Education | St. Louis Public Radio

Education

Addie Bond, a St. Louis parent, Special Administrative Board member Richard Gaines and legal counsel Jonathan Dalton listen to a presentation during a governance task force meeting Wednesday, Jan. 17, 2018.
Ryan Delaney | St. Louis Public Radio

A task force on the future governance of St. Louis’ public schools says control of the district should eventually return to local, democratic oversight, but members struggled to agree on much else.

In a meeting that began at noon and lasted well into Wednesday evening, a committee assigned with determining St. Louis Public Schools’ future recommended the restoration of an elected school board, but with the caveat that in seven years voters would get to choose whether to keep that elected board.

Tabari Coleman (left) and Stephen Zwolak (right) talk about their organizations' efforts to help children understand and respect other people’s identities and differences.
Lara Hamdan | St. Louis Public Radio

How can children learn to respect other people’s identities and differences in the world?

On Tuesday’s St. Louis on the Air, host Don Marsh talked about how parents, grandparents, other relatives and caregivers can help young children understand and appreciate differences in other human beings, families and communities.

Joining the discussion were Tabari Coleman, project director of the Anti-Defamation League’s A World of Difference Institute, and Stephen Zwolak, CEO of LUME Institute and executive director of  the University City Children’s Center.

Quinn Dombrowski | Flickr

Missouri is set to increase the amount it spends on public preschool, but education officials say even if the funds are put in the next budget, the small increase will have only a marginal impact.

By hitting a benchmark for education funding during last year’s budget process, state lawmakers set off a provision that requires more funding for pre-K in the following fiscal year.

Illustration by Rici Hoffarth | St. Louis Public Radio

Goodwill, the nonprofit organization best known for its thrift stores, will operate a network of adult high schools across Missouri, with its first scheduled to open in St. Louis in October.

MERS Goodwill, the Missouri and southern Illinois branch of the job training agency, announced Tuesday it won a contract with Missouri education officials to open four schools.

File | Marshall Griffin | St. Louis Public Radio

The search has begun for Missouri’s next education commissioner, even though there currently aren’t enough board members to vote on hiring Margie Vandeven’s successor.

Ten people applied for the job by Monday’s deadline. But Board of Education President Charlie Shields said they can’t even review their applications until there are at least five voting members on the State Board.

Normandy marching band performs during the VP Parade in Forest Park Saturday, July 4, 2015.
File photo | Camille Phillips | St. Louis Public Radio

Last Tuesday was supposed to be a monumental day for Normandy’s public school district. It was kicking off 2018 with a distinction it had not enjoyed in almost five years: It was no longer unaccredited in the eyes of the state school board.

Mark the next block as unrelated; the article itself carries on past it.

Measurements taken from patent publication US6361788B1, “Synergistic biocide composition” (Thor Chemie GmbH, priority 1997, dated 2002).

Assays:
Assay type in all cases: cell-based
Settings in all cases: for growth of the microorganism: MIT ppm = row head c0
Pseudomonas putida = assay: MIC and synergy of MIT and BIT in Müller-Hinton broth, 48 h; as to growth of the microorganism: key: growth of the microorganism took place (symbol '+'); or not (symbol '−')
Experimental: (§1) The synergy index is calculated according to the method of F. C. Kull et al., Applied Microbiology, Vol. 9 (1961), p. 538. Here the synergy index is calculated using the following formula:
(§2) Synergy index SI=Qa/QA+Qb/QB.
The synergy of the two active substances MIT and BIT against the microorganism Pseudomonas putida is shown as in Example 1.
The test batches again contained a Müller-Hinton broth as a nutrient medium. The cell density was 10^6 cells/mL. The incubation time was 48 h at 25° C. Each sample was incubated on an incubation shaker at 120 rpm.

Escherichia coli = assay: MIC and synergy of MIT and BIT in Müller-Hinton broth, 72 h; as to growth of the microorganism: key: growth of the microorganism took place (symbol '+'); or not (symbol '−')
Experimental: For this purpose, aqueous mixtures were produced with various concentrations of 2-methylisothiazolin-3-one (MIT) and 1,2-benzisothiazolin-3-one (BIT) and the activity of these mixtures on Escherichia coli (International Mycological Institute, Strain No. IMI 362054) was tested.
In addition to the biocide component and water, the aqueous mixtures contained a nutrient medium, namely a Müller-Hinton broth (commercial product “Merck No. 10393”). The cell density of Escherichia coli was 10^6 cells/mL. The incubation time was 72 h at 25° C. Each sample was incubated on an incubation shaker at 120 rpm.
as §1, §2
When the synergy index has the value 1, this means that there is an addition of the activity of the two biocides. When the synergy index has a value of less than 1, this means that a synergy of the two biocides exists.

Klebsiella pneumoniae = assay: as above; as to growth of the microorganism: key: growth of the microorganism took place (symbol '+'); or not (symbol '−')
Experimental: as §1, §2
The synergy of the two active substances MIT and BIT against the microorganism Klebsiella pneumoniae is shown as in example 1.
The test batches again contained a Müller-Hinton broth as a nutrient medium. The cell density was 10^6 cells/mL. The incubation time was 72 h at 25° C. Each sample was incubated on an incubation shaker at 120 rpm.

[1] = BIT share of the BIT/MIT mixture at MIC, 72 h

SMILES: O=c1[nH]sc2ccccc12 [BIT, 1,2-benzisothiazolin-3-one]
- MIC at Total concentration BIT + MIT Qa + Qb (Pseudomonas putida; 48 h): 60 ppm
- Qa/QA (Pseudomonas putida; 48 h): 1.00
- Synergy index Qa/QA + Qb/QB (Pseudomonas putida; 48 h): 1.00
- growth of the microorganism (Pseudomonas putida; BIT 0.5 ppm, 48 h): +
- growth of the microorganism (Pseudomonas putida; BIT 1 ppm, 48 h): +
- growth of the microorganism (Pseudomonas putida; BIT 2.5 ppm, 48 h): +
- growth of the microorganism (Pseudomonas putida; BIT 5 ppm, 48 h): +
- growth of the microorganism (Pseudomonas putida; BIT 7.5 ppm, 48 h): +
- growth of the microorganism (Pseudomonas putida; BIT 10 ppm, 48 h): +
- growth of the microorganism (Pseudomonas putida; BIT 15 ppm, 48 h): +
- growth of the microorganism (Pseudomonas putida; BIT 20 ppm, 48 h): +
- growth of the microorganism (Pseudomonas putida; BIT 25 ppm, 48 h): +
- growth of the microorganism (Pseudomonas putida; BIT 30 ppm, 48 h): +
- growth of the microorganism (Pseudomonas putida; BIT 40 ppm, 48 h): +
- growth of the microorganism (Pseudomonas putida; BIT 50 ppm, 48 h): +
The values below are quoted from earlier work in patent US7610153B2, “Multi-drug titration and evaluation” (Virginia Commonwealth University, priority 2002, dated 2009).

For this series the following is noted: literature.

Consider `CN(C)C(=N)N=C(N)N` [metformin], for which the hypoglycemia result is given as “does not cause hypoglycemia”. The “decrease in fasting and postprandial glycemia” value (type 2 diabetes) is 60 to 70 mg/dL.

Instead, school was canceled because of below-zero morning temperatures. Leadership at Normandy Schools Collaborative, as the district has been known since a reconfiguration in 2014, still took a few minutes to acknowledge the milestone.

St. Louis Public Radio education reporter Ryan Delaney  disscussed the top local education stories of 2017.
Lara Hamdan | St. Louis Public Radio

On Tuesday’s St. Louis on the Air, host Don Marsh discussed the top local education stories of 2017 with St. Louis Public Radio education reporter Ryan Delaney.

Boxes of classroom furniture sit ready to be unpacked in the gymnasium of Stone Creek Elementary, which was finished weeks before the Wentzville school year started in August. The district wants to build two more schools to keep up with growth.
Ryan Delaney | St. Louis Public Radio

Wentzville School District just opened two new school buildings in August. But now officials are plotting out two more.

The St. Charles County school district’s board of education approved putting a bonding measure on the April 2018 ballot on Thursday. It will allow the district to borrow enough money for two more new schools and additions for four others.

Maplewood Richmond Heights teacher Otto Schultejans received a painting from a challenging student with the Beatles' lyric "nothing's going to change my world." It became "her way of saying ‘yeah, you actually did change my world.’”
Ryan Delaney | St. Louis Public Radio

It can be a parade of baked goods into classrooms the week before winter break. Gift cards tend to stack up on teachers’ desks. But sometimes, a gift overwhelms a teacher — and it’s kept for decades.

In the final days before winter break, teachers and students will wrap up the fall semester and dash home to celebrate the holidays. Before that, many students will present to their favorite teachers gifts, large and small; hand-made and store-bought; expensive and not-so-much.

Illustration by Rici Hoffarth | St. Louis Public Radio

Lauren Coale sends students in her math classes home with videos on how to do complicated algebra or geometry problems.

Instead of lecturing her students, Coale’s class time at Lindbergh High School is free for student interaction, instead of instruction on the overhead projector.

School Illustration
Illustration by Rici Hoffarth | St. Louis Public Radio